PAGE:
Reading though Mitchell's research into the discussions that were going at the time, you find early versions of many of the arguments being played out right now. Like that the best way to ensure that corporations stay on the straight and narrow is to have engaged shareholders. Meanwhile there was a lot of chatter about getting the ordinary bloke in the street to have a direct stake in the economy through share-ownership.
Most interesting to me though is a quote from the Industrial Commission in 1902 which provides an early sceptical take on how far employees could actually participate (as investors) in corporate governance:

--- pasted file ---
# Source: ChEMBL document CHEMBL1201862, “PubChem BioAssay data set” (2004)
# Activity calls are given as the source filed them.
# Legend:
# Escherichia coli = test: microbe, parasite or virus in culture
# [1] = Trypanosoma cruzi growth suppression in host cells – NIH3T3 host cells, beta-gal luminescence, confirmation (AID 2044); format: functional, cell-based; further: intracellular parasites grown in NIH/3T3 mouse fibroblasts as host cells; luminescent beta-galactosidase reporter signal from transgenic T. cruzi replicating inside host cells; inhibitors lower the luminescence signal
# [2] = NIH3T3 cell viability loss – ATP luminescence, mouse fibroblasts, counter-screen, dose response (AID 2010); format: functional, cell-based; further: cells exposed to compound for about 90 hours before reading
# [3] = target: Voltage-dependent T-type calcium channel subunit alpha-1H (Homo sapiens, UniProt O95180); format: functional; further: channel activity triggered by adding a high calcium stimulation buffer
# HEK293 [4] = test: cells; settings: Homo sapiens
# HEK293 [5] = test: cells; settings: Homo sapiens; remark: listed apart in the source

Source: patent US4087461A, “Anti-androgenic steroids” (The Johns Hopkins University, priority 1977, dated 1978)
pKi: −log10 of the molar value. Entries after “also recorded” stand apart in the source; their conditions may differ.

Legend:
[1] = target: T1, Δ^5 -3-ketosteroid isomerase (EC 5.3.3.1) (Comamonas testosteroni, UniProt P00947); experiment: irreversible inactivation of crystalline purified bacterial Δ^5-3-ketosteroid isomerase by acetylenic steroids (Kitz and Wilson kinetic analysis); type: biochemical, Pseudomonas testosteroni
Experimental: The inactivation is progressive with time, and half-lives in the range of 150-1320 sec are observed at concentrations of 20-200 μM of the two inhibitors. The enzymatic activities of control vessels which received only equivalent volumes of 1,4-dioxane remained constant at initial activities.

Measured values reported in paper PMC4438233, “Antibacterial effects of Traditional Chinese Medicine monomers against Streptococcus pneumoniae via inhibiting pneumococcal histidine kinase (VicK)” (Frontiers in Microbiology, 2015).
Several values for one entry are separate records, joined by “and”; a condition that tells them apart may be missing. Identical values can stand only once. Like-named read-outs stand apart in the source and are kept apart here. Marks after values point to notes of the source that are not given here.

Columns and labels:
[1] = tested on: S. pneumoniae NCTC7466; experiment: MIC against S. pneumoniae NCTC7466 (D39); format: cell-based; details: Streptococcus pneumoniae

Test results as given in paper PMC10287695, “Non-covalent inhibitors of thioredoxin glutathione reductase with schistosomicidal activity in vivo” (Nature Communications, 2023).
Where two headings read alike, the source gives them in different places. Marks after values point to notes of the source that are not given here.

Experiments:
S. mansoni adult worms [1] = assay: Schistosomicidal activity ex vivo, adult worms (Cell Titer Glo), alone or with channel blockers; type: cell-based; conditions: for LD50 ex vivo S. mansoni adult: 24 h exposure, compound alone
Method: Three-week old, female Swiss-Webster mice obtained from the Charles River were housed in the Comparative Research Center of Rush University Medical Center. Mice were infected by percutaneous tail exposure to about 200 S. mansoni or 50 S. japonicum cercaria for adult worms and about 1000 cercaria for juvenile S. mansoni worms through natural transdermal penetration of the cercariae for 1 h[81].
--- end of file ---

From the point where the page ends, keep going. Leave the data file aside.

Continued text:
"[I]n view of the enormous and inceasing size of units of industrial control, any expectation of an effective participation of wage-earners in the government of the great industries by any method based on their individual ownership of shares of the capital is chimerical."